By Paul Sell
The smell of wood and paint is heavy in the air as theater students drill together large pieces of wood that will become part of the stage. Yet this is just the beginning of their long day of work.
“We build from 2 to 5 [p.m.] every day,” said EWU Technical Director Shana Joslyn. “Then, when we get into the tech schedule, most of the time I’m usually here until 1 or 2 in the morning. Sometimes I’ll get here at 5 in the morning to start my day.”
In her third year at Eastern, Joslyn is in charge of a dozen students who work on the set design, lighting, construction, sound and other aspects of Eastern’s theatrical productions.
“I love working with students because I learn from them and they learn from me,” said Joslyn. “I like seeing the growth of the students, and starting from being really scared and intimidated into using the tools and having no artistic creativity. By the end of the quarter, they’re doing gorgeous scene painting techniques.”
One of these students is lead technician Teko Dumoulin, who began working with the Eastern theater department when he was in sixth grade.
“My life is the theater,” said Dumoulin. “I spend all of my time here if I can. If I’m not working in the theater, I’m working with Inter-Players, building scenery for them. I feel that my work is everything to me.”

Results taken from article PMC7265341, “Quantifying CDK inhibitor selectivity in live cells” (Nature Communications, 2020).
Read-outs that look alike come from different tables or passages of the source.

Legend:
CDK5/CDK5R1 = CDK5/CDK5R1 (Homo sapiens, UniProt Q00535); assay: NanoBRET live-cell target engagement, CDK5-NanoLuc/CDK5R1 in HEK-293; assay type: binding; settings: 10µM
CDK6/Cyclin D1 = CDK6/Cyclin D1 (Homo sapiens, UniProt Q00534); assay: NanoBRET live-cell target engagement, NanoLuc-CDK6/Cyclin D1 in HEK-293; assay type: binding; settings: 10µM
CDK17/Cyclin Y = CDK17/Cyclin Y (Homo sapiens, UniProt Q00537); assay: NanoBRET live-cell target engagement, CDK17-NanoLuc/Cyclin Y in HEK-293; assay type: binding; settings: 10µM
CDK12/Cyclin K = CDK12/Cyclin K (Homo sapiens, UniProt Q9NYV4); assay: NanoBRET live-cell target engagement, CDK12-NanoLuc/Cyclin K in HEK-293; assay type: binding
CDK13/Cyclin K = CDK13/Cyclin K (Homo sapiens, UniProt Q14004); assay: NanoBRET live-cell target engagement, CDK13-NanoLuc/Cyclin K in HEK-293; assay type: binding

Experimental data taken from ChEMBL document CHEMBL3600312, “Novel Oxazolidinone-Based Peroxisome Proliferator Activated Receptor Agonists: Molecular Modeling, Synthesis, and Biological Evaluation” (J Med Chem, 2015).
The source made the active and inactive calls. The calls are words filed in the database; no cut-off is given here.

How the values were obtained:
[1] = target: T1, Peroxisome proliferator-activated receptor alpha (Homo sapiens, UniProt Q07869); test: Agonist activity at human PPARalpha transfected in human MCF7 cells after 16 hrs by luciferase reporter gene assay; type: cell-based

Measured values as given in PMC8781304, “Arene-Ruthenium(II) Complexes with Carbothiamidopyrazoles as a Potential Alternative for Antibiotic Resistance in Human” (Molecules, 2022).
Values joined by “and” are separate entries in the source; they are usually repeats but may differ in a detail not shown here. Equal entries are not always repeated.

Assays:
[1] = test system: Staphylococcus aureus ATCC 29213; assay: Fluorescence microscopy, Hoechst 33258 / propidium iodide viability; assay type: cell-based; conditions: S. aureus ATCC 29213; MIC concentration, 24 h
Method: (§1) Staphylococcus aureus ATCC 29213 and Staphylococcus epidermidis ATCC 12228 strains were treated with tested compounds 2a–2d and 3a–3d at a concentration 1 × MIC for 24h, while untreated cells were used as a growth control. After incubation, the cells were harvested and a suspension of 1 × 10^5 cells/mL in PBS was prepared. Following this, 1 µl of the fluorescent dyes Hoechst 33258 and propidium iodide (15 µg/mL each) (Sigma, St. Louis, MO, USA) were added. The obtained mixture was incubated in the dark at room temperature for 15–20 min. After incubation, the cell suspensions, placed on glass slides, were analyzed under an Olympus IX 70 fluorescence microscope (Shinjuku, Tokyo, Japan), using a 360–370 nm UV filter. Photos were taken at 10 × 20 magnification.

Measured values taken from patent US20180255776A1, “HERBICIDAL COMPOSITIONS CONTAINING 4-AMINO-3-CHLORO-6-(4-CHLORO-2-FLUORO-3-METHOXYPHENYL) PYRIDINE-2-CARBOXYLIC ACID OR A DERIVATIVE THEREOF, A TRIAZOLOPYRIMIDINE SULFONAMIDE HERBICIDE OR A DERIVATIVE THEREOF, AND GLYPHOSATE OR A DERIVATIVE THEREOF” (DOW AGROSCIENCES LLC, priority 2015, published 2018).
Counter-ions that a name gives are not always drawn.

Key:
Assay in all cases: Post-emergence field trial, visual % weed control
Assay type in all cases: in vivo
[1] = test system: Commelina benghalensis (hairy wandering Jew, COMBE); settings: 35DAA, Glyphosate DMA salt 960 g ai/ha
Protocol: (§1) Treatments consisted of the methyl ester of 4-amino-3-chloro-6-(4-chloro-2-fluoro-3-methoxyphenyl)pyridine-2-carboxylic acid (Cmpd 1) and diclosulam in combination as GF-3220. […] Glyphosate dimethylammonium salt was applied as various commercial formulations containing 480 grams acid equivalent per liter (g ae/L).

During his winter vacation, Dumoulin volunteered at a local Spokane theater to help them with anything they needed. Dumoulin aims to be a technical director when he graduates and work in either Seattle or San Francisco.
“That’s part of what it is to be in theater,” said Dumoulin. “You have to live it. How many people get paid to do what they love to do? This is what I chose to do when I was twelve. Here I am making money for it and going to school for it. It’s fantastic.”
Rebecca Spining, a theater major, has done a bit of everything, including stage management, directing, electronics and acting. She is the lead sound designer for “Ode.”
“Everything else in the world is boring by comparison,” said Spining. “I love theater because it encompasses every aspect of life. Any skill that you have can be used in theater in order to facilitate the telling of the story.”
Dumoulin and Spining were both inspired by the work of former EWU technical director Don McLaughlin for his overwhelming passion for theater as an art form.
One of the problems of technical theater is that the people operating the spotlight are hidden away while the audience focuses on the actors. Dumoulin believes this is often more satisfying than acting, because when the audience notices the technicians did a good job, they are not sure who to praise.
“They have no idea that they are complimenting you,” said Dumoulin. “That’s a great feeling, when you can be hidden in the shadows but listen to people on how they respond to your work.”
The relationship between the actors and technical crew is often a boiling point, but rarely at Eastern. Theater students must participate in both the technical aspects and acting to graduate.
“We have a really good community because that relationship is blurred,” said Spining. “We realize that each element is vital to the play.”
Dumoulin believes that technical theater is an art form and that this is forgotten by most people.
“It gets lost in that, and I think that’s what is so beautiful about technical theater,” said Dumoulin. “It’s the meeting of art and engineering, unlike anything else in the world.”